Twitter is playing hardball with Elon Musk, who initially agreed to buy the social media platform for $44-billion. During a town hall meeting, executives of the company told staffers they would not renegotiate the price of his takeover agreement, per The Daily Beast.
Furthermore, Twitter doesn’t plan on backing down from the agreement even as Musk attempts to cast doubt about the number of fake accounts on the platform.
Nonetheless, earlier this week, the company stated that they had plans to “close the transaction and enforce the merger agreement” between the Telsa CEO and the social media giant.
The terms of the buyout contract will make it hard for him to evade the deal with Twitter. It contains a $1 billion breakup fee, and the company could sue to compel Musk to follow through on the transaction.
Last week, the entrepreneur tweeted that he was placing the deal on hold until Twitter could verify that spam and fake accounts do not comprise more than 5 percent of its users.
Musk stated that he was dedicated to purchasing the company and indicated that he was open to a deal at a lower price.
Elon Musk: We’ll Tell The World ‘In Great Detail’ How Advertiser Boycott Killed X
“What this advertising boycott is gonna do, it’s gonna kill the company. And the whole world will know that those advertisers killed the company. And we’ll document it in great detail.”
After a report that various advertisers saw ad placements next to anti-Semitic content on X, a large portion have pulled their advertising from the social media platform. X owner Elon Musk had a strong message for those boycotting the company.
While speaking with CNBC’s Andrew Ross Sorkin, Musk was asked about those companies taking their advertising dollars away from the company and how he views them.
“I hope they stop. Don’t advertise,” Musk said.
“You don’t want them to advertise?,” the CNBC host asked.
“No,” replied Musk. “If somebody’s going to try to blackmail me with advertising? Blackmail me with money? Go f— yourself,” Musk said confidently. “Go. F—. Yourself. Is that clear? I hope it is. Hey, Bob (Iger), if you’re in the audience. That’s how I feel. Don’t advertise.”
When Andrew Ross Sorkin followed up by asking about the economics and the business model of the company without the backing of advertisers, Musk was adamant it will cause the platform to fold.
“What this advertising boycott is gonna do, it’s gonna kill the company,” Musk said. “And the whole world will know that those advertisers killed the company. And we’ll document it in great detail.”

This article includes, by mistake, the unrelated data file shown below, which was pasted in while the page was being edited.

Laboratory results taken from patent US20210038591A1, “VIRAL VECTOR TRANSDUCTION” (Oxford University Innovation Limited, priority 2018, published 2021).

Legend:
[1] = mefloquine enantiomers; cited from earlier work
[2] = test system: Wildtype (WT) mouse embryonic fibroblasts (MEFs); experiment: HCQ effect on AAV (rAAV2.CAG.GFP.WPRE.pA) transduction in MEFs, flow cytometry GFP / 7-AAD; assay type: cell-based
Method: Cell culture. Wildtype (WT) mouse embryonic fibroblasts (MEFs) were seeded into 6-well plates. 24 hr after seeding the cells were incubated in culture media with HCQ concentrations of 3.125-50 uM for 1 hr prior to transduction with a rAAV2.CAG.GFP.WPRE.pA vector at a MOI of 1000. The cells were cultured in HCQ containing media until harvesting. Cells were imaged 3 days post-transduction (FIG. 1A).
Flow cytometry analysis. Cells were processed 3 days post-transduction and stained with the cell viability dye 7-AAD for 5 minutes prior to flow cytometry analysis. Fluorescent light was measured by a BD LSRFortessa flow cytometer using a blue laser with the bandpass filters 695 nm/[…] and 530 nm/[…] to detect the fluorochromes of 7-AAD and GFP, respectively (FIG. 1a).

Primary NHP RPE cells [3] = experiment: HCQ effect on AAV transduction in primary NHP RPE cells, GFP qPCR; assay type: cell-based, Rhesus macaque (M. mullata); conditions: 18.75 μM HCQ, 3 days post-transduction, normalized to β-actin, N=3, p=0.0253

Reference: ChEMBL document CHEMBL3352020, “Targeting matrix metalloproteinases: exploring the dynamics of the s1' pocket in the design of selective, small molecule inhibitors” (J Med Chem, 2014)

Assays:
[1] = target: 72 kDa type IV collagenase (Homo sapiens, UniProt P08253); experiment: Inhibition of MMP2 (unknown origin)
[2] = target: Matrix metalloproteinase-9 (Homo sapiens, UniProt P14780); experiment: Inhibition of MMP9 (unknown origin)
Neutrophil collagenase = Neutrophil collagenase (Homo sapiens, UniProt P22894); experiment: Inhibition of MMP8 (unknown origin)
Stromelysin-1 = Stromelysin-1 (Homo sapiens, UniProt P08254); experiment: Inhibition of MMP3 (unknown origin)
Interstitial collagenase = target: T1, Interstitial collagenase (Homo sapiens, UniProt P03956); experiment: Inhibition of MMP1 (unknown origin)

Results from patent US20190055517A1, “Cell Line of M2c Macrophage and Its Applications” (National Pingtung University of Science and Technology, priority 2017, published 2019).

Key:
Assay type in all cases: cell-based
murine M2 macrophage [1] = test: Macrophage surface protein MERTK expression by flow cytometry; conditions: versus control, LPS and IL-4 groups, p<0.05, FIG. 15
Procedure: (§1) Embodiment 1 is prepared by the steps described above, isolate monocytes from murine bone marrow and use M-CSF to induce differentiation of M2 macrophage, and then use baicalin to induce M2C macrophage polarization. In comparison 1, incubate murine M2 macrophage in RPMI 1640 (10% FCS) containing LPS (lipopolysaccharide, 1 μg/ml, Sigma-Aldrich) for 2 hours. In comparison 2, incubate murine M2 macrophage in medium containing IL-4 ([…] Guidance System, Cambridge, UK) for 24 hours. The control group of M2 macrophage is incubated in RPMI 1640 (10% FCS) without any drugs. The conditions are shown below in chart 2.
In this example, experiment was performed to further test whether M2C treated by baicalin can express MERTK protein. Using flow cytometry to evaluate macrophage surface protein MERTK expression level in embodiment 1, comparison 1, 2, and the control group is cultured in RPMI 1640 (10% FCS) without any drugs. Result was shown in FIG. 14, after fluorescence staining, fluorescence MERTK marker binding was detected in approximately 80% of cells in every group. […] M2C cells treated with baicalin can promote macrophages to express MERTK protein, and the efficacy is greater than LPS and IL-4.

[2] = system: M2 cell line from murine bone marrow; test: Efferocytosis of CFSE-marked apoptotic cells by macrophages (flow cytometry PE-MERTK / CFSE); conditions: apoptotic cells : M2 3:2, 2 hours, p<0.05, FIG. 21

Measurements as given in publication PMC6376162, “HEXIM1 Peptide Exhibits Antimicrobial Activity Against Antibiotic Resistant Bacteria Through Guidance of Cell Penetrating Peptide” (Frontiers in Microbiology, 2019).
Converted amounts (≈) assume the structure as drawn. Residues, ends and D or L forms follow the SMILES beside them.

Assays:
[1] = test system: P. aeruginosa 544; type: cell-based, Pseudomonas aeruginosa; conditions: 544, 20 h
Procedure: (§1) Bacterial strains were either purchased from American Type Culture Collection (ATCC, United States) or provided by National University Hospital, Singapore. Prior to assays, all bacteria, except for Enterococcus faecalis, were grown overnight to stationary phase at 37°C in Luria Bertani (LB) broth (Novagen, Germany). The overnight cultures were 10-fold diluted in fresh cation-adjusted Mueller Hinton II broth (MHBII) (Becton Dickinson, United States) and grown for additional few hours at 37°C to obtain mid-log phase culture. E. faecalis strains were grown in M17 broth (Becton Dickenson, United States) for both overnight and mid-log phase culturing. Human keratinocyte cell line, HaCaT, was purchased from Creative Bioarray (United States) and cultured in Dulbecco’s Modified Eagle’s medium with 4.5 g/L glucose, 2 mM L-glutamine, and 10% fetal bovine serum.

When the CNBC anchor pushed back on the idea that advertisers would be responsible for the downfall of the company, the X owner said “Tell it to Earth. Let’s see how Earth responds to that.”
The advertising boycott comes as Musk faced charges of publishing anti-Semitic content himself. As part of a quasi-apology tour, he visited Israel and met with prominent leaders in the country. Some estimates put the boycott at costing the social media platform $75 million thus far. That comes on the heels of Elon Musk claiming the platform has experienced an advertising drop of 50% in 2023.
NAB President Curtis LeGeyt: ‘I Don’t Think Nostalgia Should Be Enough to Save AM’
“AM is not good business for automakers.”
NAB President Curtis LeGeyt appeared on Texas Public Radio for an in-depth discussion on the state of the AM for Every Vehicle Act and the future of AM radio. Furthermore, LeGeyt was blunt on one stance that shouldn’t be the reason to save AM radio.
“I don’t think nostalgia should be enough to save AM,” LeGeyt said on KSTX San Antonio’s The Source.
The standout moment from the discussion with LeGeyt was regarding the decision to cut AM, which was coming from a place of removing in-car free entertainment. He noted the automakers’ reasons for possibly making this decision, “Don’t pass the smell test.”
“These auto manufacturers want to make sure they can monetize anything happening in an automobile,” LeGeyt added. “AM is not good business for automakers.”
Congress is actively supporting the AM for Every Vehicle Act. The interview on Texas Public Raider ended with the NAB president addressing the future of radio without dashboard access. LeGeyt warned that if radio were not accessible in cars, it would jeopardize its viability.
Futuri Partners with RCS to Resell AI-Powered Software Outside U.S.
“We’re proud to partner with Philippe Generali and the fantastic team at RCS to help bring our solutions to the global markets that need them.”
After the debut of its SpotOn and Futuri AudioAI features, Futuri has announced a new partnership with leading broadcast software company RCS to integrate its software and resell it outside the United States.
The announcement of the new partnership comes after the company has already agreed to deals with new partners in both Germany and France.
RCS will resell Futuri AudioAI, which was previously known as RadioGPT, and the company’s new spec spot, commercial, and promo software SpotOn for the Cleveland-based broadcast technology firm.
“Futuri has driven the conversation about the adoption of AI in the broadcast industry, and the response we’ve had from companies worldwide that want strategic AI solutions has been vast,” said Futuri Founder and CEO Daniel Anstandig. “We’re proud to partner with Philippe Generali and the fantastic team at RCS to help bring our solutions to the global markets that need them.”
“Expanding upon our collaboration with Futuri, we leverage our respective strengths to propel new technology on a global scale,” said RCS President and CEO Philippe Generali. “This partnership represents a noteworthy milestone in the evolution of audio creation and consumption. We are excited to reshape the media landscape, a tradition we have upheld for decades.”